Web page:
By Kyu Won Choi
This paper studies common intraday jumps and relative contribution of these common jumps
in realized correlation between individual stocks and market index, using high-frequency price
data. We find that the common jumps significantly contribute in realized correlation at different
threshold cut-offs and both common jumps and realized correlation are relatively consistent across
time period including financial crisis. We also find a weak, positive relationship between relative
contribution of common jumps and realized correlation, when we further sample high-frequency
data into a year. We also observe that the volatility index and market index reveal the strongest
Advisor: Geourge Tauchen, Tim Bollerslev | JEL Codes: C40, C58, G10 | Tagged:
By Angela Ryu
Using high frequency stock price data in estimating nancial measures often causes serious distortion. It is due to the existence of the market microstructure noise, the lag of the observed price to the underlying value due to market friction. The adverse eect of the noise can be avoided by choosing an appropriate sampling frequency. In this study, using mean square error as the measure of accuracy in beta estimation, the optimal pair of sampling frequency and the trailing window was empirically found to be as short as 1 minute and 1 week, respectively. This surprising result may be due to the low market noise resulting from its high liquidity and the econometric properties of the errors-in-variables model. Moreover, the realized beta obtained from the optimal pair outperformed the constant beta from the CAPM when overnight returns were excluded. The comparison further strengthens the argument that the underlying beta is time-varying.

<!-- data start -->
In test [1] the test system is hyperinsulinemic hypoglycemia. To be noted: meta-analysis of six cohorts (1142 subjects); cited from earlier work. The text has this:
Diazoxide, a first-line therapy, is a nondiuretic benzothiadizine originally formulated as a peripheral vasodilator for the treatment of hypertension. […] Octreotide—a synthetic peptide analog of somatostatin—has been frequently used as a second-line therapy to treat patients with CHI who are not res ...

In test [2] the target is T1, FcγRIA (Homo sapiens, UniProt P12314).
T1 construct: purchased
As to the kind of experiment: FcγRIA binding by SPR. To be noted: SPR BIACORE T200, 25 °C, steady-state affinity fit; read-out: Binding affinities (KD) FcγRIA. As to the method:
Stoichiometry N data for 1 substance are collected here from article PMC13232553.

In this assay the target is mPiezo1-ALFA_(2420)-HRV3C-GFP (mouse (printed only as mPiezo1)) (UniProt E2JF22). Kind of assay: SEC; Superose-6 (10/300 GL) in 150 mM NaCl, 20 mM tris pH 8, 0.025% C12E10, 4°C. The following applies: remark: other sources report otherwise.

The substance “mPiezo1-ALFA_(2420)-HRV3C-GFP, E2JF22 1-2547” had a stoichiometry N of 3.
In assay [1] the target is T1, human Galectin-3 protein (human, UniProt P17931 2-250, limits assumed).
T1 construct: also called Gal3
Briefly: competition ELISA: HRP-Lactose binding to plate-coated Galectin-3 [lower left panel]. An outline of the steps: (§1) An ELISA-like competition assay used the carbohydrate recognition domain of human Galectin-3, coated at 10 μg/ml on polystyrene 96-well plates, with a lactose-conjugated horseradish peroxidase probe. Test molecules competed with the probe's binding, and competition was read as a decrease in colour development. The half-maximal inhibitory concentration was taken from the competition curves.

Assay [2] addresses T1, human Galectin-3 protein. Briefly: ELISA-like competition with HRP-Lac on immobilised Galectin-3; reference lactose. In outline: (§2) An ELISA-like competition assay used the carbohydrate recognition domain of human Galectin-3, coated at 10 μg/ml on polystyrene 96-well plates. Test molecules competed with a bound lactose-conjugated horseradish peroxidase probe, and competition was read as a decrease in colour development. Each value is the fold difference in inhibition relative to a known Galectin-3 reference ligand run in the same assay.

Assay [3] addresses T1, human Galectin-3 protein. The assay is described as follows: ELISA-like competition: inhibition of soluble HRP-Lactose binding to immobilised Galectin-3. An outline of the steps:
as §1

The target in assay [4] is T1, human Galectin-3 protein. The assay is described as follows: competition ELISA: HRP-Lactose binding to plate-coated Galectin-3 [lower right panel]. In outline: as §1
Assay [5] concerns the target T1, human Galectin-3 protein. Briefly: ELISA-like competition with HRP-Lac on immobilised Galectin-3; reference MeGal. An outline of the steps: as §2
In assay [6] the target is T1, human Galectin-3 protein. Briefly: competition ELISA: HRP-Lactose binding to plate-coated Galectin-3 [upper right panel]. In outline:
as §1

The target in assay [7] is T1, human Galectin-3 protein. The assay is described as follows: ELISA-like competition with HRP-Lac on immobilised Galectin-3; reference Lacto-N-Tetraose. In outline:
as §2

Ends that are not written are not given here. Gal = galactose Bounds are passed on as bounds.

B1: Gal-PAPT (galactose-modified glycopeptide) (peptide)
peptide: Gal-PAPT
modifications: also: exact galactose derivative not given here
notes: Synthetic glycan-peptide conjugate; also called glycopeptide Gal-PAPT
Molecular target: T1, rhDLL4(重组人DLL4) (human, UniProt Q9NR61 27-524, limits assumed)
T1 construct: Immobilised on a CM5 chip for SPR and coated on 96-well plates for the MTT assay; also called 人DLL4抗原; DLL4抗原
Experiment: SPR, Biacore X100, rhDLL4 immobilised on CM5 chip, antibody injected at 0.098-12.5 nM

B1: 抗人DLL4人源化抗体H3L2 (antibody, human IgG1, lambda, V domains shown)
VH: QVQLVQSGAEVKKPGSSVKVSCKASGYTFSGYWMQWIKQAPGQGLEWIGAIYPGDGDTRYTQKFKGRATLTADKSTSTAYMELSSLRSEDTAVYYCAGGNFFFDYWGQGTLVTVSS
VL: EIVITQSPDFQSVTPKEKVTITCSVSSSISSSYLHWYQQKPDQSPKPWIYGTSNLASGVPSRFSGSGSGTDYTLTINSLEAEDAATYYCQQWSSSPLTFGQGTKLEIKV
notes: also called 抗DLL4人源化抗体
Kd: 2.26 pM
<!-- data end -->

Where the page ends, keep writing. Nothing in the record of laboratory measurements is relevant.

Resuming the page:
Advisor: George Tauchen | JEL Codes: C51, C58, G17 | Tagged:
By Kunal Jain